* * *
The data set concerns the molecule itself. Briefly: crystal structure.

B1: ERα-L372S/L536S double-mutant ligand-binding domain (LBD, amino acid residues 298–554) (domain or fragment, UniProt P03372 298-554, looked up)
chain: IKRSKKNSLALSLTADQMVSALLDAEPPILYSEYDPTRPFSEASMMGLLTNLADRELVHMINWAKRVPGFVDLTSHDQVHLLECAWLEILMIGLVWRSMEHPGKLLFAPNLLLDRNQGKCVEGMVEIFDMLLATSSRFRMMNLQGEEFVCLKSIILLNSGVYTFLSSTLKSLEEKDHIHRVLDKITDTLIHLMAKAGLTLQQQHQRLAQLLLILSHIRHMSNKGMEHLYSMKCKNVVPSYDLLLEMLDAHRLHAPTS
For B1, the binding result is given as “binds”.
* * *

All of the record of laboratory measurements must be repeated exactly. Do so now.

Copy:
The data set concerns the molecule itself. Briefly: crystal structure.

B1: ERα-L372S/L536S double-mutant ligand-binding domain (LBD, amino acid residues 298–554) (domain or fragment, UniProt P03372 298-554, looked up)
chain: IKRSKKNSLALSLTADQMVSALLDAEPPILYSEYDPTRPFSEASMMGLLTNLADRELVHMINWAKRVPGFVDLTSHDQVHLLECAWLEILMIGLVWRSMEHPGKLLFAPNLLLDRNQGKCVEGMVEIFDMLLATSSRFRMMNLQGEEFVCLKSIILLNSGVYTFLSSTLKSLEEKDHIHRVLDKITDTLIHLMAKAGLTLQQQHQRLAQLLLILSHIRHMSNKGMEHLYSMKCKNVVPSYDLLLEMLDAHRLHAPTS
For B1, the binding result is given as “binds”.